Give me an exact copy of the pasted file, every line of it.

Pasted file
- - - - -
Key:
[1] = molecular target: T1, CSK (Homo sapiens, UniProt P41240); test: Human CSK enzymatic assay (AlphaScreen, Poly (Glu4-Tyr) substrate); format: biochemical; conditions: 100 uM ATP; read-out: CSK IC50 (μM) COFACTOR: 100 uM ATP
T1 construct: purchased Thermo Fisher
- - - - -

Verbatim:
Key:
[1] = molecular target: T1, CSK (Homo sapiens, UniProt P41240); test: Human CSK enzymatic assay (AlphaScreen, Poly (Glu4-Tyr) substrate); format: biochemical; conditions: 100 uM ATP; read-out: CSK IC50 (μM) COFACTOR: 100 uM ATP
T1 construct: purchased Thermo Fisher